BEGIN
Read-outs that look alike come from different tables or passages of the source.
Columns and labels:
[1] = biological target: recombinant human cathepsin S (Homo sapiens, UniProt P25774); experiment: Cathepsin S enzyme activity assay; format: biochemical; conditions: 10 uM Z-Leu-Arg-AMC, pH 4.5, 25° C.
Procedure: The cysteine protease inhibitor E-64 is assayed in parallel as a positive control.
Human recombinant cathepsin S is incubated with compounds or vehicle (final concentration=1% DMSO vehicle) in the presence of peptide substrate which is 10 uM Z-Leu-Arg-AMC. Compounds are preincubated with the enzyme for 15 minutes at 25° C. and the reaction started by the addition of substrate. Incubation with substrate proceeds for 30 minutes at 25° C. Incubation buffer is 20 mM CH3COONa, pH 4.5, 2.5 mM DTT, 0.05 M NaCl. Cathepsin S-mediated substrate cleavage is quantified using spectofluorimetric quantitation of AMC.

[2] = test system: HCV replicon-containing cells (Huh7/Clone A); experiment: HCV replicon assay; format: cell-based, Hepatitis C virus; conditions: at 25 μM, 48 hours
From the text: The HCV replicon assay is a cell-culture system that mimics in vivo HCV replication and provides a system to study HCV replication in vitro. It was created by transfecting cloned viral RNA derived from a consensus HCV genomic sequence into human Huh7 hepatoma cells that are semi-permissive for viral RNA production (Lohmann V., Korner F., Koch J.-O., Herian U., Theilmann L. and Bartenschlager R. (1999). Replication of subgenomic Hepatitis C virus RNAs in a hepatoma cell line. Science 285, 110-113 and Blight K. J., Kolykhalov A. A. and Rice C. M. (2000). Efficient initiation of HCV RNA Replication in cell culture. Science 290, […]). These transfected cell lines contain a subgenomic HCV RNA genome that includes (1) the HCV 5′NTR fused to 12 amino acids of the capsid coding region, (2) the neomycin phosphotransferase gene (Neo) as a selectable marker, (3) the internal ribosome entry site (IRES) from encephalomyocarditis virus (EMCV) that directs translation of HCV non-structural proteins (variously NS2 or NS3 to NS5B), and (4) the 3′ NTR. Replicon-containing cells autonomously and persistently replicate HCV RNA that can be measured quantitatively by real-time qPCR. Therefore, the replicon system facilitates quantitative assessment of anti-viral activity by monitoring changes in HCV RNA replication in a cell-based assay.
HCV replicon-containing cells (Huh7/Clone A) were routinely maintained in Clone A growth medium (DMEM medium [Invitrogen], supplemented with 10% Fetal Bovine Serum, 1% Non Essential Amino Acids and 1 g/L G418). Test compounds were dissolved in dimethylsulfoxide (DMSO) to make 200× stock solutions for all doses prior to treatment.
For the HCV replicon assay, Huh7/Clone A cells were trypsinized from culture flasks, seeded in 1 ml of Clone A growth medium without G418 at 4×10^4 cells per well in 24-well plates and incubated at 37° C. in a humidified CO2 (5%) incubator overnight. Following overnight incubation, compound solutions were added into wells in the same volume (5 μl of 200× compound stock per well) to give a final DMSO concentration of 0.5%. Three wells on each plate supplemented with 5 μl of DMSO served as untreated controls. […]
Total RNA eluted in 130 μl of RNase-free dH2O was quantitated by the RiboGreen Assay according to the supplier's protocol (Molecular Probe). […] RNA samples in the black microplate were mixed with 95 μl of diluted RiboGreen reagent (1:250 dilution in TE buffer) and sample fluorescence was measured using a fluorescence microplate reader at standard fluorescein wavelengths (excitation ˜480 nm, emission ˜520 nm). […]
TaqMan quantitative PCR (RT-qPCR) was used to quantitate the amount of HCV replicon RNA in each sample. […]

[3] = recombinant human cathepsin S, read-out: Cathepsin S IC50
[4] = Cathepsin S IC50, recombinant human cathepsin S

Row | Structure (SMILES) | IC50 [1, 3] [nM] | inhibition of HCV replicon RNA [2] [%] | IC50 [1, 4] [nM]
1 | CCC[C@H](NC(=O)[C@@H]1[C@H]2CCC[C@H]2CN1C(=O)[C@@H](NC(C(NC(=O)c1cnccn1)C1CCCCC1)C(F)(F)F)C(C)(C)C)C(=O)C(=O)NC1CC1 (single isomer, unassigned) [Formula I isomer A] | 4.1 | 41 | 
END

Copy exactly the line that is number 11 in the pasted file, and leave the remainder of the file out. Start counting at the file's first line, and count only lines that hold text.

TaqMan quantitative PCR (RT-qPCR) was used to quantitate the amount of HCV replicon RNA in each sample. […]